051 – Organising Your Class-Notes – False Memory Syndrome – UK Professional Bodies
In episode 51 of the Counselling Tutor Podcast, Ken and Rory provide tips on how best to organise your class-notes. ‘Theory with Rory’ discusses false memory syndrome, which Rory illustrates with a live experiment on Ken! Finally, the presenters list the many ethical bodies relating to counselling and psychotherapy in the UK, examining the similarities and differences.
Organising Your Class-Notes (starts at 2.47 mins)
As a counselling student, you may often feel bombarded with new information. While your tutor may give you handouts, it is often useful to take your own notes too, as a way of helping you to remember your learning. Ken and Rory offer insights from their own experience of writing class-notes, and of using them in writing assignments:
- Rather than writing linear notes, try using mind-maps. Start with a bubble in the middle of your page, and branch off from there. This provides a much more visual presentation of the information, and better shows connections between the different elements.
- Find out the details of your next assignment before taking notes in the classroom session. You can list the questions on a piece of paper, then add a mini mind-map for each. Then, when writing your assignment, you just need to join up all the points, and add references.
- Didactic teaching (the ‘chalk and talk’ method) doesn’t in itself lead to students retaining much information. Vicarious learning is a really helpful addition – that means getting yourself a study buddy and meeting up afterwards to compare notes and thoughts on what you both heard. As phenomenology shows, we all see things differently, from our own perspective, so you can greatly add to each other’s learning. Why not use our Facebook page or the Counselling Study Resource private-study forums to find an online study buddy?
- Download a voice-recorder app for your phone, and record everything you can remember from a lecture straight afterwards, then play it back later.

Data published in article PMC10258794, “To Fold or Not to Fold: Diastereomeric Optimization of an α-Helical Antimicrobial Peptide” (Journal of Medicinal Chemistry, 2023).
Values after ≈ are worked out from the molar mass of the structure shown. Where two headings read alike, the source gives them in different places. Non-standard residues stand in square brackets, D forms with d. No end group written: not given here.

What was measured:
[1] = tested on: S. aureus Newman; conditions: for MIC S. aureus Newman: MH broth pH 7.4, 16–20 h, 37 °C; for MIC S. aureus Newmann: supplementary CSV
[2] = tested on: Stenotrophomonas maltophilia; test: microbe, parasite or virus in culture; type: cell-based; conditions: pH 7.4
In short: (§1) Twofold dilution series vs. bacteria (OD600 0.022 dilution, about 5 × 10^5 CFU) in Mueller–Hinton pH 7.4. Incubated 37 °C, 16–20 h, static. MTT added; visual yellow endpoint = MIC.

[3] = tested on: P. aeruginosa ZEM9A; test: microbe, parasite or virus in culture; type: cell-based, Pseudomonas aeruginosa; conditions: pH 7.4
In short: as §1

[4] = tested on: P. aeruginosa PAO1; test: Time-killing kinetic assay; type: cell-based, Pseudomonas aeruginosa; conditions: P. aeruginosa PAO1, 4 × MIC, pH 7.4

False Memory Syndrome (starts at 12.30 mins)
While some people believe that false memory syndrome is based on Sigmund Freud’s concept of repression (a mechanism to place uncomfortable thoughts into our subconscious memory in the hope that they will go away), Phil Mollon – in his book Freud and False Memory Syndrome (Icon Books, 2000) – refutes this.
Related to false memory syndrome, recovered memory therapy started in the USA in the early 1990s; therapists used techniques such as guided imagery, visualisation, interpretation of bodily sensations and dream analysis. But whether the ‘memories’ recovered were real was debatable. For example, US sitcom star Roseanne Barr shared 30-year-old memories of both her parents molesting her, yet they vehemently denied this.
Much research into false memory syndrome has been carried out by US psychologist Elizabeth Loftus, who came to prominence in the 1980s, having served as an expert witness in the case of Steve Titus, a restaurant manager falsely accused of rape. Loftus has carried out many experiments demonstrating false memory syndrome. Swiss psychologist Jean Piaget has also illustrated false memory syndrome through his own experience, in which his childhood nanny described an attempted kidnapping (which Piaget remembers clearly) yet later came forward to admit that she had fabricated the whole story.
However, some people feel aggrieved at such work exposing false memory syndrome, claiming that their real memories have been dismissed as a result of this. The lesson for therapists is that recovered memory therapy is generally now considered to be an unethical practice. Key to effective and ethical therapy is not to interpret what has happened to clients but instead to enter their frame of reference; this has the added bonus of encouraging client autonomy as opposed to dependence.
You can read more about false memory syndrome in Rory’s handout, which is free to download here. This will also be available in the Digital Handout Vault.
UK Ethical Bodies (starts at 26.57 mins)
We tend to refer often to the British Association for Counselling and Psychotherapy, but there are many other professional bodies that are relevant to the profession of counselling and psychotherapy. These include the:
- British Association for Behavioural and Cognitive Psychotherapies
- British Psychoanalytical Council
- College of Sexual and Relationship Therapists
- Counselling and Psychotherapy in Scotland
- Federation of Drug and Addiction Practitioners
- Health and Care Professions Council
- Irish Association for Counselling and Psychotherapy
- National Counselling Society
- UK Association for Humanistic Psychological Practitioners
- UK Association for Transactional Analysis.
The presenters discuss the differences and similarities between the different bodies and their members. This provides really useful information for an assignment comparing the ethical frameworks of different professions.